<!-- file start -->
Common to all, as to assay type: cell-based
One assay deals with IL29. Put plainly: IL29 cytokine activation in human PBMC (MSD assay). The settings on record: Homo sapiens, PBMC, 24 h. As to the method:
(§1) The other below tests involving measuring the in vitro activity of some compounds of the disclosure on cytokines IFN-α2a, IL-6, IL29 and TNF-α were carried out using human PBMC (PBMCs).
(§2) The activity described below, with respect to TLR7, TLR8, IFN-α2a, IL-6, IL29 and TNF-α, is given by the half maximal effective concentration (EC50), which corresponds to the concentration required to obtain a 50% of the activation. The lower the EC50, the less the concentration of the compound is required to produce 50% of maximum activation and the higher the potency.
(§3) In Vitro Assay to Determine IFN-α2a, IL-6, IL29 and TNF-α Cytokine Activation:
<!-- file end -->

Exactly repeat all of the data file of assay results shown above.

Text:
Common to all, as to assay type: cell-based
One assay deals with IL29. Put plainly: IL29 cytokine activation in human PBMC (MSD assay). The settings on record: Homo sapiens, PBMC, 24 h. As to the method:
(§1) The other below tests involving measuring the in vitro activity of some compounds of the disclosure on cytokines IFN-α2a, IL-6, IL29 and TNF-α were carried out using human PBMC (PBMCs).
(§2) The activity described below, with respect to TLR7, TLR8, IFN-α2a, IL-6, IL29 and TNF-α, is given by the half maximal effective concentration (EC50), which corresponds to the concentration required to obtain a 50% of the activation. The lower the EC50, the less the concentration of the compound is required to produce 50% of maximum activation and the higher the potency.
(§3) In Vitro Assay to Determine IFN-α2a, IL-6, IL29 and TNF-α Cytokine Activation: